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Family Activism

Social activism in our family was first planted while I was still a young single college student in the early 90’s attending UCLA. That is where I participated in my very first protest and hunger strike to get the César E. Chávez Center for Interdisciplinary Instruction in Chicana and Chicano Studies. That experience forever ingrained in me the importance of mobilization and the power of peaceful demonstrating.

Fast forward many years later and I’m married with our daughter. When she was a toddler, we attended the Kū I Ka Pono march in Waikiki commemorating the one year anniversary of the original March in 2003. I told my husband that we are heading into Waikiki to show our unity in the mobilization effort for Kanaka rights that were being challenged at that time. I explained to my husband that I had every intention in raising our family to be social activists and that they know that their voices have power and can always be used to advocate for social justice. I wanted to raise our indigenous babies to know that they carry with them the legacy of peoples who have had to resist to exist and now they must carry on that responsibility.

Our daughter was just shy of 18 months when she first marched that day on September 6, 2004. My son was all of three months old when I placed him in the double stroller next to his then two and a half year old sister on August 6, 2005 and pushed them up Nuʻuanu Avenue on my 32nd Birthday while my husband was at work. This march was from the State Capitol to Mauna Ala and to protest the change in admissions policy for Kamehameha Schools. I knew I had to lead by example and that this needed to be the norm for them.

My mother always raised me with the phrase “Hay que empezar en la casa primero” (you should always start in your home first). With that in mind, our family has been involved in many local protests such as lack of funds for Hawaiian language education, GMO land leasing, Mauna Kea, windmills in Kahuku and Hūnānāniho. Our involvement in these protests vary from cause to cause, from signing petitions, buying t-shirts and other items that give 100% proceeds to causes, to actually sleeping on Mauna Kea with our gas masks and ear plugs ready to join the line. There is no right or wrong way to get involved in a cause and never be intimidated to lend your voice to causes that benefit our most vulnerable.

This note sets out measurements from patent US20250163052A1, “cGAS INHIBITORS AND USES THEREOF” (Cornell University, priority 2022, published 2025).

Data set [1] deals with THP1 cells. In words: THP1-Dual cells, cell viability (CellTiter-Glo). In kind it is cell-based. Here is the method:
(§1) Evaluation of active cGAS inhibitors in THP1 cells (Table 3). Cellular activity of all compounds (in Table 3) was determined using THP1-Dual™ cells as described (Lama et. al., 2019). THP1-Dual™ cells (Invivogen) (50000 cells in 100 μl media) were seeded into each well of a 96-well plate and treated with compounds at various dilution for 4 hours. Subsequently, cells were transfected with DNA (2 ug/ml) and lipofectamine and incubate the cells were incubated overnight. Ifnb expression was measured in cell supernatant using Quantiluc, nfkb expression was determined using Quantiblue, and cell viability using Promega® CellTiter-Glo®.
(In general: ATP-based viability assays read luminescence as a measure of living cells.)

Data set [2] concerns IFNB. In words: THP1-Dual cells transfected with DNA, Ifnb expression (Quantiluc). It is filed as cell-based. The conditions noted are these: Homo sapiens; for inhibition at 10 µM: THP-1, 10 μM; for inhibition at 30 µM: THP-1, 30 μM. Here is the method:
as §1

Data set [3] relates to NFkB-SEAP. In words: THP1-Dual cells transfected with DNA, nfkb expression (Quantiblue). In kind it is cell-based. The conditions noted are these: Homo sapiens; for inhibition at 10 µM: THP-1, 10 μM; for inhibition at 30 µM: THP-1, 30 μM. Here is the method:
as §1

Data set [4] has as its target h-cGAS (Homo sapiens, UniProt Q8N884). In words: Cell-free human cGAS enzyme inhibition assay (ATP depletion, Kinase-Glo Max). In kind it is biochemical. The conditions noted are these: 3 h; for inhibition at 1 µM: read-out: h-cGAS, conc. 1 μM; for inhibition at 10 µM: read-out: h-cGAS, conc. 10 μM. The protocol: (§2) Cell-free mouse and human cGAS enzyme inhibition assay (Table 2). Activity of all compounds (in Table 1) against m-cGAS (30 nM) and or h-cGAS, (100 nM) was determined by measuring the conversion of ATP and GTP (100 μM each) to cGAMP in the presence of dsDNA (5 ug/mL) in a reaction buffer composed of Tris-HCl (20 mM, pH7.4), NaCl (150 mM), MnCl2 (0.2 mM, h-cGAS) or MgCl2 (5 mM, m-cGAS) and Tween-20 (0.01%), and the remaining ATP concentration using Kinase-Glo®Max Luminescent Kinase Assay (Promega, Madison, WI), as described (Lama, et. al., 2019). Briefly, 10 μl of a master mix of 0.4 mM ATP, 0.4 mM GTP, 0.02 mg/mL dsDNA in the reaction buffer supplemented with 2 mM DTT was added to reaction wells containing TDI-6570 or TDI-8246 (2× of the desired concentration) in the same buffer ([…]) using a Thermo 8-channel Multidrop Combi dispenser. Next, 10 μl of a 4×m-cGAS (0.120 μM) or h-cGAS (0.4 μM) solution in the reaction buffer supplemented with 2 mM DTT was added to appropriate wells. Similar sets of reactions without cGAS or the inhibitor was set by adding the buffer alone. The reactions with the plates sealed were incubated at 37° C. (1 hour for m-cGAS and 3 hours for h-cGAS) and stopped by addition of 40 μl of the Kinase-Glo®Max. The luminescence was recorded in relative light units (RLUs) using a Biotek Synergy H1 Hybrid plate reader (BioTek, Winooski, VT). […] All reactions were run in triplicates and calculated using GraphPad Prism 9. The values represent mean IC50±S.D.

Now 15 years later, I can tell you that those seeds we planted when our children were young are now sprouting. There was a period in their early adolescence where they would hem and haw about having to march and hold signs in the hot sun but those years went by quickly. Now I am happy to say that both our teens are aware of local and global issues and we discuss them and talk about ways to support those causes that we hold close to our hearts. Just recently, my now 17 year old daughter drove herself to her first protest for Black Lives Matter and met up with her friends to march.

Every family has their own set of values and principals. For us, one of the top ones is social justice issues and advocating for those whose voices are not being heard. Our hope for our children is that they become global thinkers who act and work on the local level first and foremost. With so much injustice around the world and even in our backyard, it is important to prioritize in order to avoid burnout. Make it a family affair and spread the responsibility among family members. Lead by example and know that there is no effort too little to not be appreciated.

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